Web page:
To meet the challenge of producing a better trained primary care workforce, we have created PACER (Professionals Accelerating Clinical and Educational Redesign), a 3 year program that will build high functioning interprofessional faculty teams equipped to transform their clinical practices and educational programs to prepare their trainees to work together in high performing patient centered medical homes.
We are pleased to announce the nine institutions chosen to participate in an exciting new national professional development program, Professionals Accelerating Clinical and Educational Redesign (PACER). The nine selectees have assembled outstanding teams of faculty from the three primary care disciplines in medicine as well as nursing, physician assistant, pharmacy, behavioral health, and other professional training programs. The PACER interprofessional teams will attend training sessions and work closely with expert coaches to develop and implement new models of interprofessional training in their primary care practices. Together these nine teams across the country form a powerful learning community of educators that is well positioned to catalyze transformation in primary care and foster interprofessional collaborative practice among health professionals.
- Eastern Virginia Medical School; Children’s Hospital of the King’s Daughters; Old Dominion University
- Mayo Clinic College of Medicine
- Northwell Health (formerly North Shore-Long Island Jewish Health System), Division of Internal Medicine, Department of Family Medicine, and Department of Pediatrics; Hofstra Northwell School of Graduate Nursing and Physician Assistant Studies; St. John’s College of Pharmacy and Health Sciences, Department of Clinical Pharmacy
- Palmetto Health and the University of South Carolina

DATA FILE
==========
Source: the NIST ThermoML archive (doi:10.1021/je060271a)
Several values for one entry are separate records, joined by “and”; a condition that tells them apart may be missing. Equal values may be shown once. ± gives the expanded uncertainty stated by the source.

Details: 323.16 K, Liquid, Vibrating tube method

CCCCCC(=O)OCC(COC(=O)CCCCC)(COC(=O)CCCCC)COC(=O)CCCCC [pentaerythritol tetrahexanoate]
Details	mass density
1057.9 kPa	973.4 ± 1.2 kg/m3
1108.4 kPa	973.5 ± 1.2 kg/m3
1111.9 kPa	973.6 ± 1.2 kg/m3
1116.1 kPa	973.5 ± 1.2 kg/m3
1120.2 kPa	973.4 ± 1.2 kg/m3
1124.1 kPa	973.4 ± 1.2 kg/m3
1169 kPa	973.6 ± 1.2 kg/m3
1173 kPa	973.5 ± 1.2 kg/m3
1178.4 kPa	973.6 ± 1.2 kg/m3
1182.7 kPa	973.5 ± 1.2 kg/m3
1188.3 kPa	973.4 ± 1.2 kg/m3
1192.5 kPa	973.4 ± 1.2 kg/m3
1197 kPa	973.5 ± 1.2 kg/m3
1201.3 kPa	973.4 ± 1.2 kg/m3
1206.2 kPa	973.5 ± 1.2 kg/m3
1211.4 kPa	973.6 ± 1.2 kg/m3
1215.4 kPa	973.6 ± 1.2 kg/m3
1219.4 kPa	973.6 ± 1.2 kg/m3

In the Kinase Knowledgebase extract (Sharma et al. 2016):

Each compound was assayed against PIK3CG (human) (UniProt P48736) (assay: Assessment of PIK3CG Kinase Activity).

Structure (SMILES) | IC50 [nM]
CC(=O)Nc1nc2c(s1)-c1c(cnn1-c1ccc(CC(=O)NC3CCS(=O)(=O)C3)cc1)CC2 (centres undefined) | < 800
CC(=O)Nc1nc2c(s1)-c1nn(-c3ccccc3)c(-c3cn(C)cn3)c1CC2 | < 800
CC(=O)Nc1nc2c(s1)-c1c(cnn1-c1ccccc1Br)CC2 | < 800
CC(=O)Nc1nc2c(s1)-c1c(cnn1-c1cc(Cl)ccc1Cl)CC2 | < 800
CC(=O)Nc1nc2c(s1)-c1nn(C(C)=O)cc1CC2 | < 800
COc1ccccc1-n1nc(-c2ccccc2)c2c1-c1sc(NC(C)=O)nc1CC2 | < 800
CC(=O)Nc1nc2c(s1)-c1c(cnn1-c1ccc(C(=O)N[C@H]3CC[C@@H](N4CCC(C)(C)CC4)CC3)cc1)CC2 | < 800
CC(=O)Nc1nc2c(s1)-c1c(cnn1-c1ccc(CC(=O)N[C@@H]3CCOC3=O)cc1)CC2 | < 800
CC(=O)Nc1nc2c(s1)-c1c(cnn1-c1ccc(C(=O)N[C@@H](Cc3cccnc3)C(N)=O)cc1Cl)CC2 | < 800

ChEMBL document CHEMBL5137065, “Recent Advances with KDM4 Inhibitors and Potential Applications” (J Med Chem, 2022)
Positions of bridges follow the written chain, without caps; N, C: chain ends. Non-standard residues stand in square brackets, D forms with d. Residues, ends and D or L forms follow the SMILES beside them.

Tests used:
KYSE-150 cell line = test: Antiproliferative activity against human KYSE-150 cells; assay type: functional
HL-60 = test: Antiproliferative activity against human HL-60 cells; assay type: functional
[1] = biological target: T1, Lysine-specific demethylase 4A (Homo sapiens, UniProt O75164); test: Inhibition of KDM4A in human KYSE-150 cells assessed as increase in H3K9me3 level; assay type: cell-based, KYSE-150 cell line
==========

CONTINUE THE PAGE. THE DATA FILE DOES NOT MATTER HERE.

- UC Davis School of Medicine and School of Nursing; University of California Health System; Sacramento County Primary Care Center; Transforming Education and Community Health (TEACH) Clinic
- UCSF Fresno Medical Education Program; Community Regional Medical Center
- University of Colorado School of Medicine, College of Nursing, Skaggs School of Pharmacy, and Physician Assistant Program
- Western Michigan University Homer Stryker M.D. School of Medicine, Bronson School of Nursing, and Department of Psychology
- Wright State University Boonshoft School of Medicine, College of Nursing and Health, and School of Professional Psychology; Cedarville University School of Pharmacy; Kettering College Physician Assistant Program
Ultimately, PACER will create a sustainable model of faculty development that evolves over time, starting with the training of these nine interprofessional teams who will then collaborate with other primary care residencies in their region. PACER will eventually create 3 regional centers that will provide support, training and resources to expand the learning collaborative to other primary care and health professions training programs.
PACER is funded by the Josiah Macy Jr. Foundation with matching funding from the Boards of Family Medicine, Internal Medicine and Pediatrics and the Accreditation Council for Graduate Medical Education. The project is implemented and evaluated by educational researchers in the department of family medicine at Oregon Health & Science University.